Hobby Lobby Ruling Isn’t Just Anti-Woman; It’s Anti-Employee

LawAndOrder

My twitter feed lit up this morning with rueful jokes that the only hope women have of maintaining any reproductive freedom is if they incorporate their uteruses. It is easy to look at the Supreme Court’s decision in the Hobby Lobby case as anti-woman. Frankly, it’s hard to argue that it’s not anti-woman, given the court’s care in limiting the reach of its ruling to contraceptive methods used by women. It’s also not hard to see how the decision, although technically about contraceptives, is also anti-abortion.

But even more than misogynistic and anti-abortion, the Hobby Lobby ruling is pro-employer and pro-business, which puts it in excellent company with the other big decision today, Harris v. Quinn. In both cases, the Supreme Court invokes a constitutional right to justify an exception to generally applicable rules of law. In both cases, the constitutional angle is a stretch. And in both cases, the outcome is highly beneficial for employers.

In Burwell v. Hobby Lobby, the Supreme Court is not directly applying constitutional principles. Rather, it’s applying the Religious Freedom Restoration Act, a law Congress passed in 1993 in response to an earlier Supreme Court decision, which creates broader protections for religious freedom than the court had found under the Constitution. But the key question – as it likely would be if the case were simply applying the First Amendment and not the RFRA – was whether a corporation was a “person” capable of having or exercising religious freedom. Today, the Court said yes.

Why is this a big deal? Well, you have to understand what corporations are. In short, they are fictitious legal “people” who own business assets. They exist because the government passes laws creating them, and their purpose is to insulate their owners from crushing financial risk, and create a transparent structure so that many people can contribute smaller amounts of money to a business. The idea is that if a person who wanted to operate a business ran the risk of having her house foreclosed on to satisfy the business’s debts, she would be discouraged from starting the business in the first place. Likewise, if businesses could only be as big as the small amount of money that any one person felt comfortable risking, businesses would never get very big at all. So, traditionally, a corporation is a “person” in the eyes of the law for debt, profit, and liability purposes. A corporation has official documents that define its purpose (usually, some variation on “to maximize profit for shareholders”), and when a corporate officer mixes her own money with corporate money, uses corporate money indiscriminately for purposes that don’t advance the corporation’s defined interests, or otherwise blurs the line between business money and personal money, she can be sued personally (this is called, poetically, “piercing the corporate veil“).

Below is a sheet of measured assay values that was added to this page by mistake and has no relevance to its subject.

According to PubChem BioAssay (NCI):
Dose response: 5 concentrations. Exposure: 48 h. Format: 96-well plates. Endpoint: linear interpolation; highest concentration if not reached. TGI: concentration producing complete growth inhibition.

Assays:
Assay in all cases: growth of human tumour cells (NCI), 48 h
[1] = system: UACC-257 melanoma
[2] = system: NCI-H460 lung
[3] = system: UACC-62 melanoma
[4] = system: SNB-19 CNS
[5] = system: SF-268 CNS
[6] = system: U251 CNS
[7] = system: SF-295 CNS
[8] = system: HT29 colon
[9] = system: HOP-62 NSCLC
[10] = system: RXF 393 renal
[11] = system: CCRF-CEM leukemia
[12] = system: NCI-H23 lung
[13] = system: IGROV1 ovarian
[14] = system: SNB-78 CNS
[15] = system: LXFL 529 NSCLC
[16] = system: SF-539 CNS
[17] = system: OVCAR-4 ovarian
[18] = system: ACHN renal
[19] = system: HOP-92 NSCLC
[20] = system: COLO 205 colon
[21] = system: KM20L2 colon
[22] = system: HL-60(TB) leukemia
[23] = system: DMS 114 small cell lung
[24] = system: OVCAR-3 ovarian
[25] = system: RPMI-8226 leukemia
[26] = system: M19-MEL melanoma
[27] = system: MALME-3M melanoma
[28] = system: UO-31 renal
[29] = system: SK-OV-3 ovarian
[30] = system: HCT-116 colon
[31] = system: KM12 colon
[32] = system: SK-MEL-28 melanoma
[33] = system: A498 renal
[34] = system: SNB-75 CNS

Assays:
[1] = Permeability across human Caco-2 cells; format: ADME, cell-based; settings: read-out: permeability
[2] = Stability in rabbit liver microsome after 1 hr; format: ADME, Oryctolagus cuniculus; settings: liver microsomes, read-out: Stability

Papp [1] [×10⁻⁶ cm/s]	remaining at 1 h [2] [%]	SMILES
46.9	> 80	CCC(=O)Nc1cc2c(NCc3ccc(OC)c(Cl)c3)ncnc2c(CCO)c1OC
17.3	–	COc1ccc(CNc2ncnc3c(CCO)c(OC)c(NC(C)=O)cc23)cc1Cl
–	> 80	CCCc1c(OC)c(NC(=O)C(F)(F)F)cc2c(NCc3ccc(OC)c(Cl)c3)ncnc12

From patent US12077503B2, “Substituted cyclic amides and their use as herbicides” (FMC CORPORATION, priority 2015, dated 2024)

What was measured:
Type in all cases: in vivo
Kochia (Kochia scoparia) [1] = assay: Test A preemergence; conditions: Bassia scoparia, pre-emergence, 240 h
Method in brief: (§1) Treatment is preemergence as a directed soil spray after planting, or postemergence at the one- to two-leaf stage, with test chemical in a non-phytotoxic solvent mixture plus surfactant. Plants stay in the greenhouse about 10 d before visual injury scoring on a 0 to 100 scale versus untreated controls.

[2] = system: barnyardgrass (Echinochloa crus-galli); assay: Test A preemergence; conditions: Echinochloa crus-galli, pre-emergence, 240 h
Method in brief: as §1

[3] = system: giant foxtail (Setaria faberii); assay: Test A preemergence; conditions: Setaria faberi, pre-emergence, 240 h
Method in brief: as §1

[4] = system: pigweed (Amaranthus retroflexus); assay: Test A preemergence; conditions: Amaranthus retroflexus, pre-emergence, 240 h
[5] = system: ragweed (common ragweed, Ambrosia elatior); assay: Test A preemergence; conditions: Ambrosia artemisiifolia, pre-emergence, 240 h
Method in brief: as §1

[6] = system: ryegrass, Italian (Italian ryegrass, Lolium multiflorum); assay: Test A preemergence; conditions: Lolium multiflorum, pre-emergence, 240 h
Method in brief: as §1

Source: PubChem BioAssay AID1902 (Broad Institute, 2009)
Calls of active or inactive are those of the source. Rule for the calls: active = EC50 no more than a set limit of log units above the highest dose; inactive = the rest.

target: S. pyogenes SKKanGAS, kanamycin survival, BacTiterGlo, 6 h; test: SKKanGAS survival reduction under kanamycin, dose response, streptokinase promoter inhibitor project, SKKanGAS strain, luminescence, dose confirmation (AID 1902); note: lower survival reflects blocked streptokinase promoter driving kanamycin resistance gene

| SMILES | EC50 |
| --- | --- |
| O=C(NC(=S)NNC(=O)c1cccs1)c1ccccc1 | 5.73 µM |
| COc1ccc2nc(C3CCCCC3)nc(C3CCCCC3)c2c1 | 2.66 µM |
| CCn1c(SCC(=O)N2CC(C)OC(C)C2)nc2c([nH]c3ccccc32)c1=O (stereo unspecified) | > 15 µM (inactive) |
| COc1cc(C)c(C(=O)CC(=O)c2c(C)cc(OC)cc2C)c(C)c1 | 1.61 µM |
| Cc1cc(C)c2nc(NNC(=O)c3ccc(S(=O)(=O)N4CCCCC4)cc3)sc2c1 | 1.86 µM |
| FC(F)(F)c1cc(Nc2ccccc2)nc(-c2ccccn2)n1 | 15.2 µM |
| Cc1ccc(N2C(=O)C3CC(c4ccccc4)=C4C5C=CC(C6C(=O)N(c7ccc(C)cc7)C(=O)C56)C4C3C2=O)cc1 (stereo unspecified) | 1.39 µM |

What Hobby Lobby does is expand the corporate veil, a process that started with the 2010 Citizens United decision. Citizens United said that corporations, as people, had free speech rights, and since political contributions were a form of speech, limits on corporate political contributions infringed on free speech. The Supreme Court, in Hobby Lobby, takes the next logical step:

When rights, whether constitutional or statutory, are extended to corporations, the purpose is to protect the rights of [the shareholders]. For example, extending Fourth Amendment protection to corporations protects the privacy interests of employees and others associated with the company. Protecting corporations from government seizure of their property without just compensation protects all those who have a stake in the corporations’ financial well-being. And protecting the free-exercise rights of corporations like Hobby Lobby, Conestoga, and Mardel protects the religious liberty of the humans who own and control those companies.

That seems logical until you remember that corporations are legal constructs designed to help people make money – essentially, a government-created benefit. They have extraordinary advantages over real-life people in their ability to make money, and by law, they can only exist for a certain purposes. (You can’t create a corporation devoted to getting drunk and sitting on the couch, take out a line of credit, and then avoid paying for all that beer and Pay-Per-View.) (Oh man. If only.) Usually, when the government creates benefits, it can regulate them for the common good: your right to be free from government search and seizure, for example, is significantly lower when you are driving in the highly regulated space known as a public roadway. The Supreme Court has always reasoned that if you don’t like that, fine: don’t drive on public roadways.

The genius of Citizens United and Hobby Lobby is to extend to corporate persons all sorts of rights that they can’t actually exercise the way normal people do. This isn’t because corporations somehow want to go to church or to stand up at town hall meetings and voice their opinions. It’s because the people who run them want to do what corporations are made to do, make more money, and they want to do it without regulation. The pious folks who run Hobby Lobby and the other companies involved didn’t sue Health and Human Services because they wanted to close on the Sabbath but were being forced to stay open. They sued because their religious beliefs lined up with getting out of a healthcare obligation that would have cost them a lot of money. (To Hobby Lobby’s credit, they do keep the Sabbath holy. To their detriment, they invest in companies that make the kinds of contraception they claim are impardonably sinful, and they seem to have all the materials you could ever need to “make for yourself an image in the form of anything in heaven above or on the earth beneath or in the waters below.“) That’s the key to this ruling: it’s an employment ruling dressed up in a religious freedom clothing.